With the Rev. Al Sharpton leading a protest outside the Dolby Theatre and some viewers tuning out the broadcast, Hollywood’s opportunity imbalance often overshadowed the actual awards — though “Mad Max: Fury Road” did its best to command the spotlight.
George Miller’s post-apocalyptic chase film exploded with six awards in technical categories for editing, makeup, production design, sound editing, sound mixing and costume design. Roundly acclaimed for its old-school craft, Miller’s “Mad Max” was assured of becoming the evening’s most awarded film.
“Us Mad Maxes are doing OK tonight,” said editor Margaret Sixel, who’s also Miller’s wife. The flurry of wins brought a parade of Australian craftsmen onstage, including sound editor Mark Mangini, who celebrated with a loud expletive.
There were few surprises Sunday, but the supporting actor win for Rylance drew gasps. Stallone, nominated a second time 39 years later for the role of Rocky Balboa, had been expected to win his first acting Oscar for the “Rocky” sequel “Creed.” He instead lost to the famed stage actor who co-starred in Steven Spielberg’s “Bridge of Spies.”
Best supporting actress went to Alicia Vikander for the transgender pioneer tale “The Danish Girl.” Vikander, the 27-year-old Sweden-born actress was ubiquitous in 2015, also winning awards for her performance in the sci-fi “Ex Machina.”
Talk of election was largely absent at the ceremony, though Vice President Joe Biden (whose presence added even greater security to the Dolby Theatre) was met by a standing ovation before talking about sexual assault on college campuses.
Best animated feature film went to “Inside Out,” Pixar’s eighth win in the category since it was created in 2001. Asif Kapadia’s Amy Winehouse portrait, “Amy,” took best documentary.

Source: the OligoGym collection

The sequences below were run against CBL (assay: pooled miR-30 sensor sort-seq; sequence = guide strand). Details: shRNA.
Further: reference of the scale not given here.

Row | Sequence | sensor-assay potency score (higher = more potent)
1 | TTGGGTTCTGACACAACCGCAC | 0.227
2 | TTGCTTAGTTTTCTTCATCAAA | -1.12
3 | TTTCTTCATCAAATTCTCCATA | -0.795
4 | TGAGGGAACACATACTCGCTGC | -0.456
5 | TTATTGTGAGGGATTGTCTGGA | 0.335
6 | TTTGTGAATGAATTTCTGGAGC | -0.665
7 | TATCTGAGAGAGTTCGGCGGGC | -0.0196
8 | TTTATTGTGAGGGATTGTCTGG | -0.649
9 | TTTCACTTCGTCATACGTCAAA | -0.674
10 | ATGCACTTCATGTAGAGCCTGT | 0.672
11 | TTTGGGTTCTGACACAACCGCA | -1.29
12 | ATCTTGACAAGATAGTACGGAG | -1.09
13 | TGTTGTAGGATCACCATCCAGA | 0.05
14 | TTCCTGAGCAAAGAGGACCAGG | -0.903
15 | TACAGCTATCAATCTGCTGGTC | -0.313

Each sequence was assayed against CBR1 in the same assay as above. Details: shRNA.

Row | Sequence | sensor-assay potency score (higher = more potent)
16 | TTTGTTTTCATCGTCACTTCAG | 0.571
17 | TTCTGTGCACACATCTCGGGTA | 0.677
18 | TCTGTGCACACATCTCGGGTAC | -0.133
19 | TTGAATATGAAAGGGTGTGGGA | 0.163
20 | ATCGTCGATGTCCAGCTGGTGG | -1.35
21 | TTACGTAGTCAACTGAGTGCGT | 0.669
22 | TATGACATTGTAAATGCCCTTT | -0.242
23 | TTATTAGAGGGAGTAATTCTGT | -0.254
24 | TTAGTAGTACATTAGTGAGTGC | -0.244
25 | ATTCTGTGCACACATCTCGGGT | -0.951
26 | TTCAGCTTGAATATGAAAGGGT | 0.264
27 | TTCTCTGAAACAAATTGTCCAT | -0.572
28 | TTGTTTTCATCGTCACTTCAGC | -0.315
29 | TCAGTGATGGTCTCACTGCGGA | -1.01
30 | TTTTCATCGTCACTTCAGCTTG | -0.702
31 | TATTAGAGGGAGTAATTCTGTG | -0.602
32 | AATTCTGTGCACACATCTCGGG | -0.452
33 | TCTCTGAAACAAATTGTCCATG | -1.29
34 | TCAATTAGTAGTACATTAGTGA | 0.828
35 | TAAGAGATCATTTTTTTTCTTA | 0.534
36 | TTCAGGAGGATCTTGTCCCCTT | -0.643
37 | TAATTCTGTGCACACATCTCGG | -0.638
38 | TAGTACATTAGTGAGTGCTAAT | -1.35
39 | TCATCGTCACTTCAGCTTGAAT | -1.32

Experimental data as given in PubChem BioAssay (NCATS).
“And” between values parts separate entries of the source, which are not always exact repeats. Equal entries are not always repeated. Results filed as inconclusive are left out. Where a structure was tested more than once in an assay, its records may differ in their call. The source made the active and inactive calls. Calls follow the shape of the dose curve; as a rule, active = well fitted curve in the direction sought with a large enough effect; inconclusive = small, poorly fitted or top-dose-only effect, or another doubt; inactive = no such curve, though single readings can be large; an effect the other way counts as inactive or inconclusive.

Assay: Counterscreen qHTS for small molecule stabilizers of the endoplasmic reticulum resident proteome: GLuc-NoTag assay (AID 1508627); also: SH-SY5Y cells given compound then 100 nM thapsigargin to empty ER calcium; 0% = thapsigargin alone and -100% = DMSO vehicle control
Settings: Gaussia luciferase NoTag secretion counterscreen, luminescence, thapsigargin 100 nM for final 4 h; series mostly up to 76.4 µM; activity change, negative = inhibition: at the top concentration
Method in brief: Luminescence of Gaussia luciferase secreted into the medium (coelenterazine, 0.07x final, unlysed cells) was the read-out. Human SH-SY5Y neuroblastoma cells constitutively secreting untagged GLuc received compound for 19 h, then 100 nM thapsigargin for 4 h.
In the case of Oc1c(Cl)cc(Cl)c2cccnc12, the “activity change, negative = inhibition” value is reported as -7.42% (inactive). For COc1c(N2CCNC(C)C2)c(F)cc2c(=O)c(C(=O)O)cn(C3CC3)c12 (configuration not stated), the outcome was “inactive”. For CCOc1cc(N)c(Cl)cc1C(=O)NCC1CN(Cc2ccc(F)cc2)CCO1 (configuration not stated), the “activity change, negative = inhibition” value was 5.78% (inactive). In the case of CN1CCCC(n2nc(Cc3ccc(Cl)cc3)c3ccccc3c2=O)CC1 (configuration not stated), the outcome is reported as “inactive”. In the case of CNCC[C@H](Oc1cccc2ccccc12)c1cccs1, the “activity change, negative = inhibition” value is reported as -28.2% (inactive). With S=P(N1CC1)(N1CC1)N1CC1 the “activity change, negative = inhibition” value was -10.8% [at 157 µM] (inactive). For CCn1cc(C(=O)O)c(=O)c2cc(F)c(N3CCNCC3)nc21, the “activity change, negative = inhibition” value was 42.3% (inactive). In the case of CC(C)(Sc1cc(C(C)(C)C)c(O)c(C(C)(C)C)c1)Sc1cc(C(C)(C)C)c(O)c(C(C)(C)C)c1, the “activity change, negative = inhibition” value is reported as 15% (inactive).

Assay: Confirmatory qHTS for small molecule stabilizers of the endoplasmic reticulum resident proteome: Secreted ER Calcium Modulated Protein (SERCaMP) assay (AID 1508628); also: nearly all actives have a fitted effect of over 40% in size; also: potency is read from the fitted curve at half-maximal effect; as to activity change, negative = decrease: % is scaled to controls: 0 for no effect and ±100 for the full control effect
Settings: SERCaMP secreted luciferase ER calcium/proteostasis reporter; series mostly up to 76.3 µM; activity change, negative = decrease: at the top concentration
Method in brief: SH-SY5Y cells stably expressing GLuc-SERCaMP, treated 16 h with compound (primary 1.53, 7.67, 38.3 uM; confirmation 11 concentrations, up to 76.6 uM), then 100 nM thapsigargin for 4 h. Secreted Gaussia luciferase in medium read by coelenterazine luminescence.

“Even in the darkest hours of mankind, there might be a voice within us that allows us to remain human,” said Nemes. “That’s the hope of this film.”
The Academy Awards, normally decorous and predictable, were charged with enough politics and uncertainty to rival an election debate. Down the street from the Dolby Theatre, Sharpton led several dozen demonstrators in protest against a second straight year of all-white acting nominees.
“This will be the last night of an all-white Oscars,” Sharpton vowed at the rally.
The nominees restored the hashtag “OscarsSoWhite” to prominence and led Spike Lee (an honorary Oscar winner this year) and Jada Pinkett Smith to announce that they would not attend the show.
Aside from pleading for more opportunity for black actors, Rock also sought to add perspective to the turmoil. Rock said this year didn’t differ much from Oscar history, but black people in earlier decades were “too busy being raped and lynched to worry about who won best cinematographer.”
In a quick response to the growing crisis, Cheryl Boone Isaacs, president of the Academy of Motion Pictures Arts and Sciences, pushed ahead reforms to the academy intended to diversify its overwhelming white and male membership. But those changes (which included stripping older, out-of-work members of their voting privileges) precipitated a backlash, too. A chorus of academy members challenged the reforms.
In remarks during the show by the president — usually one of the sleepiest moments in the broadcast — Boone Isaacs strongly defended the changes, quoting Martin Luther King Jr. and urging each Oscar attendee to bring greater opportunity to the industry. She was received politely, if not enthusiastically, by the audience.
“It’s not enough to listen and agree,” said Boone Isaacs. “We must take action.”
How the controversy will affect ratings for ABC is one of the night’s big questions. Last year’s telecast, hosted by Neil Patrick Harris, slid 16 percent to 36.6 million viewers, a six-year low.